Every screen in your life is high resolution, your “retina” phone, your tablet, even your e-reader rocks pixels you can’t see. Except your monitor. The thing you probably stare at most is low res compared to the mobile gadgets of today.

What is 4k? In most cases 4k, retina, UHD, all mean a specific resolution (usually 3840 x 2160) meaning your eye can’t easily discern between the pixels (the little dots that make up the LCD screen), so your screen renders text smoothly and photos have more depth than the girl you met at the bar last weekend.

It might be easier to think of it in megapixels. Most monitors today is around 2 megapixels, 4k is 8 megapixels, and 5k is 14 megapixels. For reference your iPhone takes 8 megapixels photos, a Nikon SLR takes 24 megapretzals.

Why 4k

The 4k is like the visual jump from VHS to DVD, it’s revolutionary and your eyes won’t want to go back.

The biggest difference is text. You can no longer see the jagged edges around the letters on your screen. The image below shows a 13″ Macbook Pro  (220dpi), vs a 27″ 4k (160 ppi -blurry photo), vs a 27″ 2560×1440 (109 dpi)


Can you actually run 4k

If you bought your computer before 2014, probably not. Late 2013 15” Macbook Pro , new 2014 mac mini, late 2013 iMac can all run 4k and if you bought a newer graphics card with display port you probably can as well.

It isn’t a question of how powerful your graphics card is, it’s a question whether you not have a display port (version 1.2). HDMI does not support 4k properly rendering it at an unacceptable 30Hz instead of 60Hz.

That top of the line 2014 13” Macbook Pro you bought for $2k? Nope can’t run an external 4k.

So you can run 4k, now which LCD to buy

Personally, I wanted a monitor that had VESA mounting so I could put it on a monitor arm, along with an IPS display (great viewing angles and color reproduction), light AG coating (no sparkles), 100% sRGB coverage and keep it under $1k, because in a few years these things will cost less than $300.

Unfortunately they’re not a lot of options on the market in January 2015.

27” 5k iMac – The most bang for your buck. A 4k display will cost around $1000 and you’re getting a great computer for a premium price.

30”-32” 4k displays – You’re not getting a sharp display in this case. Since you’ll get around 137ppi at 4k resolution with 32” and that’s not enough to be “retina” depending on how close you sit to your screen. Plus they all seem to suffer from visual faults like backlight leaking and color shifting especially the BenQ BL3201 PT. I’d wait for 5k displays to start rolling out before going 30”+.

27”-28” 4k displays – Majority of them are TN panels, which suck for graphic design, movies, and pretty much anything else with color. There are slew of 4k 27” IPS displays coming in 2015 like the BenQ BL2711U,HP Z27s, Asus PG27AQ and PB279Q.

There is onyl one monitor that ticks all the boxes and is available for order today, the Dell P2715Q a 27” IPS. It fits all the criteria and the only draw back is that it’s ugly. Dell ugly. Its regular price is $750 CAD – and that’s a bargain compared to the competition.


Dell P2715Q Review

So far I’ve returned all of my Dell displays, Dell 2407WFP had dead pixels, the U2711 with its disco ball anti-glare coating. I ordered the P2715Q with the intention that it’s probably going back to a lonely, cold warehouse in Etobicoke.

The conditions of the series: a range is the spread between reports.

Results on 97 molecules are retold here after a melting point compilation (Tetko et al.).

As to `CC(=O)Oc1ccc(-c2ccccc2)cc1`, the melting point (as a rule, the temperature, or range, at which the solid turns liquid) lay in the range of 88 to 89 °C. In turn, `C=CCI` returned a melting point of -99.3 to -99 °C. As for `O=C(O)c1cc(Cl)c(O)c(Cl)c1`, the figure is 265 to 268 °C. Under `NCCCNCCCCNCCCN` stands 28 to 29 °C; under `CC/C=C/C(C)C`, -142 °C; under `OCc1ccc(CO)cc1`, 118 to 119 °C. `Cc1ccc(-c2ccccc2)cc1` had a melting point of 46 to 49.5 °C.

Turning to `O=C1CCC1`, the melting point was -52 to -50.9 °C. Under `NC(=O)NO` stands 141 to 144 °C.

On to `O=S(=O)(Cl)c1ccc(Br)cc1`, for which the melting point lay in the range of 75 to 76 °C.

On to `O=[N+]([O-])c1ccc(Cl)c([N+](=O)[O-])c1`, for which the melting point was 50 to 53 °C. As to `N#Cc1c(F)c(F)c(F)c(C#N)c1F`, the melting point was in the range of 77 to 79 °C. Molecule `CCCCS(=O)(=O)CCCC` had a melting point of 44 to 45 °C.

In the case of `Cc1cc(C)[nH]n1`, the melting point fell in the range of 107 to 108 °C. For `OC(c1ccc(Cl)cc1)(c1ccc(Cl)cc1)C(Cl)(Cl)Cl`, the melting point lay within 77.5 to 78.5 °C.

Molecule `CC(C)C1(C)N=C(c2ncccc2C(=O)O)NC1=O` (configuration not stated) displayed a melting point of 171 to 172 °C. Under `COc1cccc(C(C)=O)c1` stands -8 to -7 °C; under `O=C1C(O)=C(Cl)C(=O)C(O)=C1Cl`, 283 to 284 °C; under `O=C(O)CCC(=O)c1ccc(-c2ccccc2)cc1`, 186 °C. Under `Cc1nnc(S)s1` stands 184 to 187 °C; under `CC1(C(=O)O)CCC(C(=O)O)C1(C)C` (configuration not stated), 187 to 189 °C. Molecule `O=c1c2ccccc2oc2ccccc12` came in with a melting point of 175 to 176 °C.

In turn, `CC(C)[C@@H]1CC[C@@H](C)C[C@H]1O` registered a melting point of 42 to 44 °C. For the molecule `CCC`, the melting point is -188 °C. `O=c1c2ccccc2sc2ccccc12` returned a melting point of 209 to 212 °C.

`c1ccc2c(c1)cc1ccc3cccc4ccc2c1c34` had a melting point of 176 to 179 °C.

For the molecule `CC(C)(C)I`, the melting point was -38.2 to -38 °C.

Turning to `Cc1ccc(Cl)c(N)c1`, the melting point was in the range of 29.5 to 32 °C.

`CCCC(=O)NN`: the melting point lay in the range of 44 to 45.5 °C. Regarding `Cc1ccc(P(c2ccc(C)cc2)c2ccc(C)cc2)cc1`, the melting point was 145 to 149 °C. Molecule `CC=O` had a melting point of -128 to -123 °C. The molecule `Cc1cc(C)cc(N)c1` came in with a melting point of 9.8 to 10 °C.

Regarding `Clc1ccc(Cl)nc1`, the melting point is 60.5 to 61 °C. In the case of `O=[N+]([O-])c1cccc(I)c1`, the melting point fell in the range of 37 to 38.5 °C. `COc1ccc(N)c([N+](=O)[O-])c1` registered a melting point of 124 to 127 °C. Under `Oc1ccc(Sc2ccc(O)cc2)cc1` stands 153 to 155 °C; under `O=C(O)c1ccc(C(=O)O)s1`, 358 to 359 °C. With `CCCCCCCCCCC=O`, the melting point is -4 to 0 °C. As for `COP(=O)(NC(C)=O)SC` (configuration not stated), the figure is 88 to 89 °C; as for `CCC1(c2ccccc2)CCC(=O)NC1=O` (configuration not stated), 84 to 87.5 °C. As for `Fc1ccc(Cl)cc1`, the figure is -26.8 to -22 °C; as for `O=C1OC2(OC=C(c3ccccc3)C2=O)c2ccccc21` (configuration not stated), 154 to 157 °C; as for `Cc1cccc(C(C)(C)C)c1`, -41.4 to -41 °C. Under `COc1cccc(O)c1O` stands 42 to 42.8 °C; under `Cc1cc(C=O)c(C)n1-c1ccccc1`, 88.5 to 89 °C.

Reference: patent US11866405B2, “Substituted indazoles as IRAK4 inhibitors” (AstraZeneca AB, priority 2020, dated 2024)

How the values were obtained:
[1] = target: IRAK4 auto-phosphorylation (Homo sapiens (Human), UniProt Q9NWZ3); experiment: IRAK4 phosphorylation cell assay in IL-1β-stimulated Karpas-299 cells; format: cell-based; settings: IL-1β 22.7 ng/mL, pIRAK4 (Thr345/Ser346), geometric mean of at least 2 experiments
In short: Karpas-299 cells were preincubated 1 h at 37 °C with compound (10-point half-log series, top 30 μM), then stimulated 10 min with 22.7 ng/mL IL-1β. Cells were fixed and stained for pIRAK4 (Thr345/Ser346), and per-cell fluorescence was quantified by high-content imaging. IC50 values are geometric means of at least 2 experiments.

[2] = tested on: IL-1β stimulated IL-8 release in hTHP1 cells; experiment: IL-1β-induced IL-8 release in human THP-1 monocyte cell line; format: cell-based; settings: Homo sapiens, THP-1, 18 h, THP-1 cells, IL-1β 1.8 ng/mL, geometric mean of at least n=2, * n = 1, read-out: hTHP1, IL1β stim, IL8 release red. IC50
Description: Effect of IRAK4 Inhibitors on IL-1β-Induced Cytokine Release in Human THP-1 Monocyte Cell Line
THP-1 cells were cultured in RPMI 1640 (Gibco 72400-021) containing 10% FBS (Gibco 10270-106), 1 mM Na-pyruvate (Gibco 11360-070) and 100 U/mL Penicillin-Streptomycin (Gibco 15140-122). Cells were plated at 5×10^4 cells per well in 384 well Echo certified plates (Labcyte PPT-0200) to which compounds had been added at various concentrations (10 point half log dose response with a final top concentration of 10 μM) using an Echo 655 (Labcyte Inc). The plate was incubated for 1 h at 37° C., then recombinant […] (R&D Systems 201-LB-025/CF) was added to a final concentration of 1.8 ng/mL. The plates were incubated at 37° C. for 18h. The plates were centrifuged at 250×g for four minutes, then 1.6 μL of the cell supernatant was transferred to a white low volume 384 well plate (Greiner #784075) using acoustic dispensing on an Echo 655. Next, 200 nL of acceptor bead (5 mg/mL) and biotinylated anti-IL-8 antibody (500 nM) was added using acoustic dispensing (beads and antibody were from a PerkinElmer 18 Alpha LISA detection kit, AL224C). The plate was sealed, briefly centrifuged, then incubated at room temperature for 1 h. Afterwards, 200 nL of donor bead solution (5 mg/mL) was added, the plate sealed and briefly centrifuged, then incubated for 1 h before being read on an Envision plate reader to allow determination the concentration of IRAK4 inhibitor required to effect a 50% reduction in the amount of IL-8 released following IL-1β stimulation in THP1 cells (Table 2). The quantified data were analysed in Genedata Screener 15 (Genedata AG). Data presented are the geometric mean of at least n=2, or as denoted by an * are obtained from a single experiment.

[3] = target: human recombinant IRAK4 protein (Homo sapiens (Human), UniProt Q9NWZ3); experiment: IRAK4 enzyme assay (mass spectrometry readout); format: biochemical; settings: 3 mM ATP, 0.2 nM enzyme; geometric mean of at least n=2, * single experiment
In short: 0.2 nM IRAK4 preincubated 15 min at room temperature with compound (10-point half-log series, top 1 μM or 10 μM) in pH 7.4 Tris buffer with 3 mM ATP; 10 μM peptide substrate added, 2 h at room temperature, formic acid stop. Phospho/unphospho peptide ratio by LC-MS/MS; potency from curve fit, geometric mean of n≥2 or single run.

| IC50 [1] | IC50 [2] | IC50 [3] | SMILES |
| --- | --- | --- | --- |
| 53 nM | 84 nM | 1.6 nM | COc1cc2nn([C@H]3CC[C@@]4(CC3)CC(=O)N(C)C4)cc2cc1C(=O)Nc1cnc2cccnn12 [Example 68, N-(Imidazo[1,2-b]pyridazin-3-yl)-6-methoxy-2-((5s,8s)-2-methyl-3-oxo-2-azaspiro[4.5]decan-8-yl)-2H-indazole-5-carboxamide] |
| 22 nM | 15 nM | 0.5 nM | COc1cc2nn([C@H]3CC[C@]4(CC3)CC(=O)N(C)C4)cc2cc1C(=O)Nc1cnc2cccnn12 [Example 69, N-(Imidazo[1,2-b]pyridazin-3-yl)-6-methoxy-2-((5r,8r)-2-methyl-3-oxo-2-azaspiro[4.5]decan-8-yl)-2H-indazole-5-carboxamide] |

To set my expectations even lower the P2715Q is not even their high end “graphic design quality” line of displays, they are usually emblazoned with an “ultrasharp” emblem and have a “U” in their product line ups.

Opening up the box and you’ll find a test sheet from the factory of your new monitor. It also shows you the delta values and backlight uniformity. You’ll also notice this thing is pleasantly light, especially compared to the Apple Cinema Display which is heavier than Kanye’s ego.

I plugged it into my Mac Pro’s GeForce 750 TI’s display port and the setup went smoothly. First thought: this thing is sharp. I’ve seen the 5k iMac at the Apple  store and this thing is damn close. You can no longer see the pixels that comprise a font and editing photos is spectacular. It’s like paper.

More first impressions:

  • No dead or stuck pixels.
  • IPS glow is noticeable, but the Apple Cinema Display is slightly worse.
  • Uniform display. No bright patches or light leakage.
  • Anti-glare isn’t bad at all. There is some (as with any matte panel), but it doesn’t bother me. It’s not sparkly like the u2711.
  • Good viewing angles. Exactly what you’d expect from previous gen IPS tech, pretty much the same as the ACD.
  • Display is slightly on the warmer side. Makes my Apple Cinema display look cold.
  • Build quality is terrible. Plastics flex when you tilt the monitor.
  • Design is ugly with a poor finish. My 2005 17” Dell’s are exactly the same style as this 2015 model.

If you’re coming from an Apple Cinema Display then you’re going to miss a lot of the nice to haves like auto dim, webcam, brightness controls from your keyboard. You do get a power button with the Dell which the Apple left out.


Verdict: I’m keeping it,at least until the 8k 32″ curved displays roll out.

*Note for hardcore gamers: If you game on your monitor you’ll have to wait after Q2 2015 to get a display that runs above 60hz and you’ll have to buy a display port 1.3 compatible GPU.

**Note to Mac Pro users: You’ll have no trouble running 4k, 5k or 8k because nvidia makes drivers for the 2008-2012 mac pro towers so you can throw any video card in there. Mac Pro 2013 guys, you’re good for 4k at 60hz, but you can’t go beyond 4k.

***A special note to Macbook pro 13”
I tried hooking this up to a late 2013 macbook pro and it didn’t work. It just used 2560×1440 which is not 4k. 15” macbook pro users can drive 4k however.